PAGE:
That’s not Christianity. True religion and undefiled is not about earthly comforts and worldly well-being. Godliness is not about material gain. That, again, is precisely what the apostle Paul is dealing with in 1 Timothy 6. Starting in verse
3 If anyone teaches a different doctrine and does not agree with the sound words of our Lord Jesus Christ and the teaching that accords with godliness,
4 he is puffed up with conceit and understands nothing. He has an unhealthy craving for controversy and for quarrels about words, which produce envy, dissension, slander, evil suspicions,
5 and constant friction among people who are depraved in mind and deprived of the truth, imagining that godliness is a means of gain.
It is clear that the apostle Paul does not regard false teachers of this type as true brethren. He does not do what many Christians nowadays try to do – they politely ignore the falseness and still attend these evil churches. Here is how he answers their lie (verses 6-11):
6 Now there is great gain in godliness with contentment,
7 for we brought nothing into the world, and we cannot take anything out of the world.
8 But if we have food and clothing, with these we will be content.
9 But those who desire to be rich fall into temptation, into a snare, into many senseless and harmful desires that plunge people into ruin and destruction.
10 For the love of money is a root of all kinds of evils. It is through this craving that some have wandered away from the faith and pierced themselves with many pangs.
11 But as for you, O man of God, flee these things. Pursue righteousness, godliness, faith, love, steadfastness, gentleness.
Paul is echoing the words of Jesus in Matthew 6:31-33
31 Therefore do not be anxious, saying, “What shall we eat?” or “What shall we drink?” or “What shall we wear?”
32 For the Gentiles seek after all these things, and your heavenly Father knows that you need them all.
33 But seek first the kingdom of God and his righteousness, and all these things will be added to you.
The apostle Paul himself gave this testimony about what true faithfulness and blessedness looks like. This is from Philippians 4:11-12: “I have learned in whatever situation I am to be content. I know how to be brought low, and I know how to abound. In any and every circumstance, I have learned the secret of facing plenty and hunger, abundance and need.”
True biblical prosperity is about spiritual health, joy in the Lord, rewards in heaven, and grace in the midst of earthly sufferings. True prosperity has nothing to do with material wealth or an abundance of worldly riches. In fact, those things can be hindrances to spiritual blessings.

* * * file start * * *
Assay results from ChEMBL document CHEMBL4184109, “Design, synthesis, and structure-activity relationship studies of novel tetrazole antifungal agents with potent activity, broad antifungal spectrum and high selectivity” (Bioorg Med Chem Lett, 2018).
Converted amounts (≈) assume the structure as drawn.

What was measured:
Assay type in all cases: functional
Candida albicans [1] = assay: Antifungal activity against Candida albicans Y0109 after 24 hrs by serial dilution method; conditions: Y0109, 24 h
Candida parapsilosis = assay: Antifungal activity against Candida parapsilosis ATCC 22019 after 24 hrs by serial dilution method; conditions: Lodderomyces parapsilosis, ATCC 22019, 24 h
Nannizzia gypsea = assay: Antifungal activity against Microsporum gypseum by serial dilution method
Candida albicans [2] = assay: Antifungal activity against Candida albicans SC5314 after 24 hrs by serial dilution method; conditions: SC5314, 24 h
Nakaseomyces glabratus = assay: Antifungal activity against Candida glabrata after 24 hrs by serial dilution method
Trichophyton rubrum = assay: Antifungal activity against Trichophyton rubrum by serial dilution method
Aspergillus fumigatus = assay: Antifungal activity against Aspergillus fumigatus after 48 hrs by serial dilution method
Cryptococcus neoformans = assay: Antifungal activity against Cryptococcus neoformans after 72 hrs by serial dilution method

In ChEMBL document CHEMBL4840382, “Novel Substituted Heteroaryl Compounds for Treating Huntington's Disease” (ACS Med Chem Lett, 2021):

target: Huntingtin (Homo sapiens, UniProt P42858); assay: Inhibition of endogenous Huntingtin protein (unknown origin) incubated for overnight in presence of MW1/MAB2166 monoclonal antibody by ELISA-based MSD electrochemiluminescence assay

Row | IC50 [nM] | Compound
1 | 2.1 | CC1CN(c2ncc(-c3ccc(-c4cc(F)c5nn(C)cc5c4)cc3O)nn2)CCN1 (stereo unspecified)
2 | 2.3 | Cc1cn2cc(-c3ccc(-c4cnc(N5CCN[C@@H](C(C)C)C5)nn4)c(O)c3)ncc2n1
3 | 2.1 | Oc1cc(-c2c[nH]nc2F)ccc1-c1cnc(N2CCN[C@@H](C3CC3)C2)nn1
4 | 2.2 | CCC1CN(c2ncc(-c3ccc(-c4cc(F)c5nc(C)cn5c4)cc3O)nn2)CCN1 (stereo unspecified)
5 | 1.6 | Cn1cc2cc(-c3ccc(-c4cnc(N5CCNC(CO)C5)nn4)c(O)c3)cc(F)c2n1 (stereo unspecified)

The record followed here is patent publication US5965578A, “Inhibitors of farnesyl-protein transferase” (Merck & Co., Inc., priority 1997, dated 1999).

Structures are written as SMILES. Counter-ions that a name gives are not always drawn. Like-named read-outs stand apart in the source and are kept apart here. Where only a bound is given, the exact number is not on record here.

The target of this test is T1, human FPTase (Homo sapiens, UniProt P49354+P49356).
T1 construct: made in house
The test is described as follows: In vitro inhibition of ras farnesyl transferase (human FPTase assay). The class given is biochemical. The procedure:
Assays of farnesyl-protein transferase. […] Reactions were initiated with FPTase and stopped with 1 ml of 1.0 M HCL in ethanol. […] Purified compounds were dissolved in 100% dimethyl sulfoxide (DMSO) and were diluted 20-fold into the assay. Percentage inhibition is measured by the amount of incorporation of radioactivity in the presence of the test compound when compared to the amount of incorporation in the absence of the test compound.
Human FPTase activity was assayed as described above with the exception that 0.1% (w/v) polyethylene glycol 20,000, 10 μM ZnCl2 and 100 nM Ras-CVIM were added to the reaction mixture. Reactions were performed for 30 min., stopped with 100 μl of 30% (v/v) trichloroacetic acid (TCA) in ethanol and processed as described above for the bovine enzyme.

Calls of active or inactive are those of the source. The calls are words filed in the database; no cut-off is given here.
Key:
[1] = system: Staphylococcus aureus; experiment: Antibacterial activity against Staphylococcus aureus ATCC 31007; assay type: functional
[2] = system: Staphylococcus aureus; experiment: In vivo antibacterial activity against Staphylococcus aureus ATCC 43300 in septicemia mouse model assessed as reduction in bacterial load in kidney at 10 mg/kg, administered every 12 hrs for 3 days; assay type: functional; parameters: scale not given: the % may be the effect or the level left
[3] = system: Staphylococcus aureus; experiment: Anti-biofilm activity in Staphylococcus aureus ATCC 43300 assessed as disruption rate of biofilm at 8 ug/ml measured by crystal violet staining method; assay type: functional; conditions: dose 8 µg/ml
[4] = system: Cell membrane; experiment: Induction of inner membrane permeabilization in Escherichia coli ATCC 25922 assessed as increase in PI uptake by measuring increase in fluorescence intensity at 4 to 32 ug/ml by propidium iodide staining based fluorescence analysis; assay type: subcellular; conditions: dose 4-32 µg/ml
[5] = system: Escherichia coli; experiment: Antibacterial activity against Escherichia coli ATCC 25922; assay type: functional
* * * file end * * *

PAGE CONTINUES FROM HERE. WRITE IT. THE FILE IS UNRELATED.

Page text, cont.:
The wicked often prosper materially, while truly godly people suffer. “Indeed, all who desire to live a godly life in Christ Jesus will be persecuted, while evil people and impostors will go on from bad to worse, deceiving and being deceived.” (That’s 2 Timothy 3:12-13.) Christ himself suffered, “leaving you an example, so that you might follow in his steps” (1 Peter 2:21).
Most Pentecostals and Charismatics insist that worldly wealth, physical health, and material prosperity are the ultimate gauge of how blessed you are by God “for being a Christian.” Furthermore, they say, you yourself are the one who ultimately determines how much or how little of God’s blessings you enjoy. They say you have the power of your own heart to have enough faith to claim whatever blessing you want. And if you are not materially prosperous; if you are sick; if you suffer in any way, YOU are the one to blame because you didn’t crank up enough “faith” and create a better reality with a positive confession. You did not claim your own dream by faith.
In fact, their doctrine flatly contradicts everything Scripture says about faith and the promises of God; about suffering and glory; about the work of Christ and the depravity of fallen humanity. This is the religion of mammon-worship; it is not the way of the cross. It is a damning and damnable lie, and those who follow such a false and materialistic religion are on the broad road that leads to destruction.
Their teaching is deadly to your spiritual well-being. In the words of the apostle Paul (Romans 6:18): “[They] do not serve our Lord Christ, but their own appetites, and by smooth talk and flattery they deceive the hearts of the naive.” “Watch out for [them. They] cause divisions and create obstacles contrary to the doctrine that you have been taught; avoid them.”
(MAIN SOURCE USED: Phil Johnson)